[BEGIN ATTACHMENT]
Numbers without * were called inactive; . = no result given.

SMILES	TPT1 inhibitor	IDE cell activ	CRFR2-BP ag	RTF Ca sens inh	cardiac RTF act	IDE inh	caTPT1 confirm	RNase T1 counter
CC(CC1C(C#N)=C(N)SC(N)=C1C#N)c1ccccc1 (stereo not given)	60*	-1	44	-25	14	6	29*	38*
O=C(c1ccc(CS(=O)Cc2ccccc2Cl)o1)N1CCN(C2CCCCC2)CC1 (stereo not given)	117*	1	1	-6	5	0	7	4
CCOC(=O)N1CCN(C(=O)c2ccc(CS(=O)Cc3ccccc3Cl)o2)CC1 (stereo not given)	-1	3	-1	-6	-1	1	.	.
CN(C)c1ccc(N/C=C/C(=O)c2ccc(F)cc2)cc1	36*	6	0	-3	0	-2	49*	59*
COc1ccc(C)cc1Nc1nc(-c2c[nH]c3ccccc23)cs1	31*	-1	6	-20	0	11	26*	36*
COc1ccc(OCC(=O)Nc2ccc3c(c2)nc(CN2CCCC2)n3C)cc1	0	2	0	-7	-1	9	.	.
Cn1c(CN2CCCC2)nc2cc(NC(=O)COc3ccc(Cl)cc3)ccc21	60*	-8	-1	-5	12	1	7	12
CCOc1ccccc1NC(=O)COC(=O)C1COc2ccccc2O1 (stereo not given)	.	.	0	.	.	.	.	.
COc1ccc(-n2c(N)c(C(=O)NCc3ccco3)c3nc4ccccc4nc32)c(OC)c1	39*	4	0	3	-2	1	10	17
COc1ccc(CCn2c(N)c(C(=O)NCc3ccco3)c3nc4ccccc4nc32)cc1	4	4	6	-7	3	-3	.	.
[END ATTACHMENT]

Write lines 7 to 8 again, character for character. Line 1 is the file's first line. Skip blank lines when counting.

COc1ccc(C)cc1Nc1nc(-c2c[nH]c3ccccc23)cs1	31*	-1	6	-20	0	11	26*	36*
COc1ccc(OCC(=O)Nc2ccc3c(c2)nc(CN2CCCC2)n3C)cc1	0	2	0	-7	-1	9	.	.